ALBUQUERQUE, NM--The following is the APD Forward response to yesterday's news that the Albuquerque Personnel Board voted to reinstate Jeremy Dear, the APD officer who was fired last year for failing to use his body-worn camera during the incident in which he shot and killed Mary Hawkes, a 19-year-old suspect in a car theft investigation:
"The members of APD Forward were dismayed to learn that the City of Albuquerque Personnel Board overturned a decision by APD Chief Gordon Eden to fire officer Jeremy Dear for failing to properly use his body-worn camera during the fatal shooting of Mary Hawkes in April 2014. APD Forward supports fair arbitration in personnel hearings for APD officers. But Dear ignored direct orders to use his camera after receiving several citizen complaints against him. Not only was Dear’s camera suspiciously unplugged, but the malfunction also occurred at the most critical of moments—during a serious use of force incident that ended with the loss of life.
If APD is to succeed in reforming its “culture of aggression”--which the Department of Justice so criticized in its April 2014 letter of findings--it must be able to hold officers accountable to policies that ensure the constitutional use of force. APD Forward believes the consistent use of body-worn cameras is one of the best ways to reduce police excessive use of force. It is important that t the department be able to enforce this critical policy to ensure transparency in all use of force incidents. It will make APD safer for the community and for officers alike."
Albuquerque police reform coalition backs better inclusion of Police Oversight Board and community in reform process
Today, the APD Forward coalition sent a letter to APD Chief of Police Gordon Eden and Mayor Richard Berry supporting a request by the chair of the Police Oversight Board’s (POB), Leonard Waites, that APD grant the board an opportunity to review and comment on any new APD policies related to the use of force before proposed changes are finalized. On Tuesday, September 8, Waites sent a letter to the Chief Eden and Mayor Berry outlining various reasons why the POB and the community should be afforded an opportunity for meaningful policy review.
“An independent, civilian police oversight board is important not just in holding police accountable, but also in restoring trust in the community,” said Nancy Koenigsberg, legal director for Disability Rights New Mexico and spokesperson for APD Forward. “By cutting the POB out of the policy review process, APD is missing an opportunity to build public confidence in the Civilian Police Oversight Agency and closing off a critical venue for community members to engage with the reform of their police department.”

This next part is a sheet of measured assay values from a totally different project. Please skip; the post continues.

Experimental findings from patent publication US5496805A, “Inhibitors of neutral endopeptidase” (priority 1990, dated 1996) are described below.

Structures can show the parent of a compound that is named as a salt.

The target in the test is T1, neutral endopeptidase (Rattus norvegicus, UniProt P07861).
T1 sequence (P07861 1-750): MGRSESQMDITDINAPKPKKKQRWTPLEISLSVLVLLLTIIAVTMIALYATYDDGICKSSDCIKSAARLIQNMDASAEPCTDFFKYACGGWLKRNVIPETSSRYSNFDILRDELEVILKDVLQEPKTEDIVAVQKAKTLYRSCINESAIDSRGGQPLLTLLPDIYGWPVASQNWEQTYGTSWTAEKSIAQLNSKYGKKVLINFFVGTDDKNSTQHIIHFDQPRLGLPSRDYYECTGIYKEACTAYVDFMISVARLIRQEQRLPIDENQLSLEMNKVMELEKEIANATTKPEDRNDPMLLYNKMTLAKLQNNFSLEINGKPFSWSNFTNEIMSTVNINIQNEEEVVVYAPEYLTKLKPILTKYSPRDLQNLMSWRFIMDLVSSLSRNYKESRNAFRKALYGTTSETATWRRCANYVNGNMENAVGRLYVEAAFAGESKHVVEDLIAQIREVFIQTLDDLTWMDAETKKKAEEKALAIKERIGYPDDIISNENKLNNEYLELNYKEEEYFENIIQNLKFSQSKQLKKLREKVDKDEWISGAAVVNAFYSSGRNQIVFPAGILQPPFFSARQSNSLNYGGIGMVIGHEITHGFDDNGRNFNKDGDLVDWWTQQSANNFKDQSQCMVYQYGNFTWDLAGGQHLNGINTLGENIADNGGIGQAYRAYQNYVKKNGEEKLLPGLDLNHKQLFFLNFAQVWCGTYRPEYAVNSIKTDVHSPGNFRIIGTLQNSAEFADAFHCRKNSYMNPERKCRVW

In its letter, APD Forward notes that in bypassing the POB, the Albuquerque Police Department may be failing to fully comply with the consent decree between the City and the Department of Justice. Paragraph 288 of Section XII, subsection D of the agreement reads:
APD shall submit all changes to policy related to this Agreement (i.e. use of force, specialized units, crisis intervention, civilian complaints, supervision, discipline, and community engagement) to the [Civilian Police Oversight Agency] for review, and the agency shall report any concerns it may have to the Chief regarding policy changes.
“By moving ahead with policy changes without first providing opportunity for public input, APD may be running afoul of their court ordered reform agreement,” said Koenigsberg. “We believe that the POB and other community members have important things to say about the policing policies that directly affect Albuquerque residents, and should be given the opportunity to make their voices heard as outlined in the consent decree.”
After another fatal shooting by APD, and a lot of news about our city's crime rate, APD Forward is proud to be working proactively on the police reform our city deserves. Part of our mission is centering community voices at the core of our reform work. APD Forward believes that affected communities can and should play a critical role in shaping Albuquerque Police Department reforms and holding the city leadership accountable throughout the process. We want to hear from you directly to learn more about how your interactions with APD have gone.
Fill out this survey to include your voice in police reform for ABQ.
The experiences, opinions, and stories we gather will be used to inform the APD Forward campaign in reaching our long term goal of ensuring that Albuquerque has a professional, responsible police force.
Please fill out the survey now and share it with your friends by email and social media so that we can have a broad sampling from ABQ residents and reach people who want to join our efforts.
The APD Forward campaign has had a busy couple of weeks. We recently held meetings with Mayor Richard Berry, Chief Gordon Eden and the federal monitor overseeing implementation of the consent decree, Dr. James Ginger. In those meetings, we learned that the first report from the monitoring team is expected this fall, and it will be voluminous – Dr. Ginger indicated that it will be hundreds of pages. When it is released, the APD Forward legal committee will be ready to assess its contents and provide a detailed analysis to APD Forward supporters and the general public about the state of APD’s progress toward achieving the mandatory reforms outlined in the consent decree.